spirit is offline   Reply With Quote
Old 10-05-2012, 04:15 PM   #52
Recycles dryer sheets
 
Join Date: Aug 2004
Posts: 86
Quote:
One thing I would say in complete seriouness to a 40-60 year old man, who is not already committed to some woman in America or UK or similar and who wants a family: make enough money, and get the hell out of Dodge and into a "developing" country before taking a wife or having children.
+1

Also, given the insane health care costs and crazy tort laws, the US is one of the most dangerous places to live for portfolio survivability.
__________________
Surfs_Up is offline   Reply With Quote
Old 10-05-2012, 06:33 PM   #53
Thinks s/he gets paid by the post
Koolau's Avatar
 
Join Date: Jul 2008
Location: Leeward Oahu
Posts: 3,244
We were 42 when our last was born, so not quite the same as starting fresh at 50. However, due to circumstances I won't go into, our kids all came to us when we were nearly 50. So, from THAT perspective, I do have experience. First I would say that being retired can (should) be a big advantage in raising kids - for obvious and maybe not so obvious reasons. Second, read everyone's take on late-life child rearing. It's all true even if it doesn't always apply to your situation. Thirdly, something not mentioned yet: Until we got kids, I assumed God gave you kids to mature them to adults. Not true. God gives you kids to mature YOU into an adult. I grew up MORE in the dozen intensive years of child rearing than all the previous 50 years. If you are not ready for that (or don't want that) maybe you should pass on this opportunity. YMMV
__________________
Ko'olau's Law -

Anything which can be used can be misused. Anything which can be misused will be.
Koolau is offline   Reply With Quote
Old 10-11-2012, 12:05 PM   #54
Give me a museum and I'll fill it. (Picasso)
Give me a forum ...
Chuckanut's Avatar
 
Join Date: Aug 2011
Location: West of the Mississippi
Posts: 6,331
Here is another thought/question about having children after 50.

Not only will you be raising children well into your 60's but you may be doing so at the very same time you are dealing with aging parents. How will that be handled?

From your children's point of view, they may well be having to deal with their aging parents (you and your spouse!) at about the time they are raising their own family. How about that?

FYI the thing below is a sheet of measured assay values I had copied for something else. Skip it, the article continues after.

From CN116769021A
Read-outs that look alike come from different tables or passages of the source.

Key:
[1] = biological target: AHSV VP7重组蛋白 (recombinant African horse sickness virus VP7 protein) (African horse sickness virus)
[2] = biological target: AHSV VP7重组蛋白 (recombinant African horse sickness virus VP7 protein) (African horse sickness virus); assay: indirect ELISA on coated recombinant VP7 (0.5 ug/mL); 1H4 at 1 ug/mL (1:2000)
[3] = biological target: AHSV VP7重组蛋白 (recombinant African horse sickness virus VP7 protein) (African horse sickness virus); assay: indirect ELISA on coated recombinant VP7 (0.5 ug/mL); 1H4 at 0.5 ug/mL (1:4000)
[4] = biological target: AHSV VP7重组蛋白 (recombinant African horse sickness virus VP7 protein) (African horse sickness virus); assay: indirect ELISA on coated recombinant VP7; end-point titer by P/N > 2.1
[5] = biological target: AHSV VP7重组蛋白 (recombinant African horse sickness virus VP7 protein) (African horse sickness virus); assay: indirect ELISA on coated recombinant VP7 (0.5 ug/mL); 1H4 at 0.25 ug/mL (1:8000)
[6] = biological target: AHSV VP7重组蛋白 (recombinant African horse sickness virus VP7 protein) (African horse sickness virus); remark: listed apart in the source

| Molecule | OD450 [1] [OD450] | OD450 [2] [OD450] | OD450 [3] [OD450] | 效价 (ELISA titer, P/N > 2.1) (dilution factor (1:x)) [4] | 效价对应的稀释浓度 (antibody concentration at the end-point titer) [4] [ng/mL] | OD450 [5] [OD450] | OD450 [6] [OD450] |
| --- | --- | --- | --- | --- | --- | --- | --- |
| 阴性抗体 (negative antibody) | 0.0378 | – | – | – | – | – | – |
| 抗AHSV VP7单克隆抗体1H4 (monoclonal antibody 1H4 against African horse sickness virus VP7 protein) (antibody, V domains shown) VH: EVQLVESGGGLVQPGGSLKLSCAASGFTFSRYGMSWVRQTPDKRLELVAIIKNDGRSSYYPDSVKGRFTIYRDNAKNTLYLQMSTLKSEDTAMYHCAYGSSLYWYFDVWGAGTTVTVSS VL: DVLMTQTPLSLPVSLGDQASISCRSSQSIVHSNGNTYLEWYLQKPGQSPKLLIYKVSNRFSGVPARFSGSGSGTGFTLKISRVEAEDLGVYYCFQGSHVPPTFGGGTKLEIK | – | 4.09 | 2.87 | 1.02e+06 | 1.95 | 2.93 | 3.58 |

I would never tell you or anybody else whether or not to have children. But, these are things to think about.
__________________
The worst decisions are usually made in times of anger and impatience.
Chuckanut is offline   Reply With Quote
Old 10-18-2012, 02:52 PM   #55
Moderator
rodi's Avatar
 
Join Date: Apr 2012
Location: San Diego
Posts: 8,817
Quote:
Originally Posted by Chuckanut View Post
Here is another thought/question about having children after 50.

Not only will you be raising children well into your 60's but you may be doing so at the very same time you are dealing with aging parents. How will that be handled?

From your children's point of view, they may well be having to deal with their aging parents (you and your spouse!) at about the time they are raising their own family. How about that?

I would never tell you or anybody else whether or not to have children. But, these are things to think about.
We are living this. I figure it's a teaching opportunity for the kids. They see their dad doing hand on care for his wheelchair bound dad. They know there are gross aspects. They see that we live by the rule: family takes care of family. It's a good lesson for them.

Hopefully they'll be willing to step up and do the same when my husband needs it.

The entire time they were in diapers - when he changed their diapers he'd chuckle and say "In just a few years our roles will be reversed.... LUCKY YOU!".

He'll be 69 when the youngest graduates high school. I'll be 58. Can't change that so we plan for it. (529's funded now, so we won't have to dip into retirement nest egg when they're in college.)

If my husband has the longevity of his parents... the boys just might make it till they're 40 before they have to deal with him. My side does young.
__________________
rodi is offline   Reply With Quote
Old 10-18-2012, 03:04 PM   #56
Give me a museum and I'll fill it. (Picasso)
Give me a forum ...
haha's Avatar
 
Join Date: Apr 2003
Location: Hooverville
Posts: 22,385
Excellent family culture, Rodi. Congratulations on a job well done.

Ha
__________________
"As a general rule, the more dangerous or inappropriate a conversation, the more interesting it is."-Scott Adams
haha is offline   Reply With Quote
Old 10-20-2012, 07:46 PM   #57
Moderator Emeritus
Martha's Avatar
 
Join Date: Feb 2004
Location: minnesota
Posts: 13,212
Quote:
Originally Posted by NYEXPAT View Post
You can take inspiration from Clint Eastwood who fathered his last two children (that we know of) at 64 & 67 and then there is Bing Crosby who did not begin his "second family" till 65.

I think it is becoming alot more common these days as I know several Germans in there late 70's and early 80's who recently had babies and many of my friends in their 50's and 60's are starting new families.
I think this stinks. They could die before their kids are grown. That is not a good time to lose your parents. Or the kids may end up dealing at a very young age with parents with health problems and competency issues. I had to do this in my early 20s and I was not yet prepared or suited for it. It sucked royally.
__________________

__________________
.


No more lawyer stuff, no more political stuff, so no more CYA

Martha is offline   Reply With Quote
Reply


Currently Active Users Viewing This Thread: 1 (0 members and 1 guests)
 
Thread Tools Search this Thread
Search this Thread:

Advanced Search
Display Modes

Posting Rules
You may not post new threads
You may not post replies
You may not post attachments
You may not edit your posts

BB code is On
Smilies are On
[IMG] code is On
HTML code is Off
Trackbacks are Off
Pingbacks are Off
Refbacks are Off


 

 
All times are GMT -6. The time now is 06:29 AM.
 
Powered by vBulletin® Version 3.8.8 Beta 1
Copyright ©2000 - 2017, vBulletin Solutions, Inc.